Cited by:  Papers (41)
    Request permission for commercial reuse | Click to expandAbstract | PDF file iconPDF (1595 KB) | HTML iconHTML

    Although computing technology has made inroads into home environments, it has yet to instigate a major shift in the design of homes or home activities. The convergence of television and the Internet is lagging behind expectations, and the combination of desktop computers, entertainment consoles, televisions, and cell phones has yet to form a cohesive whole. One possible reason for this lag in prog... View full abstract»

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  • A smart sensor to detect the falls of the elderly

    Publication Year: 2004, Page(s):42 - 47
    Cited by:  Papers (87)  |  Patents (1)
    Request permission for commercial reuse | Click to expandAbstract | PDF file iconPDF (722 KB) | HTML iconHTML

    Falls are a major health hazard for the elderly and a major obstacle to independent living. The estimated incidence of falls for both institutionalized and independent persons aged over 75 is at least 30 percent per year. In the SIMBAD (Smart Inactivity Monitor using Array-Based Detectors) project, we've developed an intelligent fall detector based on a low-cost array of infrared detectors. A fiel... View full abstract»

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  • Successful Aging

    Publication Year: 2004, Page(s):48 - 50
    Cited by:  Papers (7)
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  • Computer Society Information

    Publication Year: 2004, Page(s): 51
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  • Cofields: a physically inspired approach to motion coordination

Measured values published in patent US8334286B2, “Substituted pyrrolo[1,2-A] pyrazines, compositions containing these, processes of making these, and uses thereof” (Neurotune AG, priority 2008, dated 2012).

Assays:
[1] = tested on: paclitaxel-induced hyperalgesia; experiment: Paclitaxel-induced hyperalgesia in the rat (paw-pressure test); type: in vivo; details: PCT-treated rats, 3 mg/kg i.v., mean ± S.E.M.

Publication Year: 2004, Page(s):52 - 61
    Cited by:  Papers (27)
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  • Reasoning about uncertain contexts in pervasive computing environments

    Publication Year: 2004, Page(s):62 - 70
    Cited by:  Papers (83)  |  Patents (1)
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  • Powerful change part 2: reducing the power demands of mobile devices

    Publication Year: 2004, Page(s):71 - 73
    Cited by:  Papers (7)  |  Patents (2)
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  • Exploring the grid's potential for ubiquitous computing

    Publication Year: 2004, Page(s):74 - 75
    Cited by:  Papers (12)
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  • UbiComp 2003: Sensors in Seattle

    Publication Year: 2004, Page(s):76 - 80
    Cited by:  Papers (1)
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  • Toward a framework for evaluating ubiquitous computing applications

    Publication Year: 2004, Page(s):82 - 88
    Cited by:  Papers (21)  |  Patents (1)
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  • PERCOM 2005

    Publication Year: 2004, Page(s): c3
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  • The JavaOne Conference

    Publication Year: 2004, Page(s): c4
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Aims & Scope

IEEE Pervasive Computing explores the role of computing in the physical world–as characterized by visions such as the Internet of Things and Ubiquitous Computing. Designed for researchers, practitioners, and educators, this publication acts as a catalyst for realizing the ideas described by Mark Weiser in 1988.

Full Aims & Scope

Meet Our Editors

Editor-in-Chief
Maria R. Ebling, Ph.D.
IBM T. J. Watson Research Center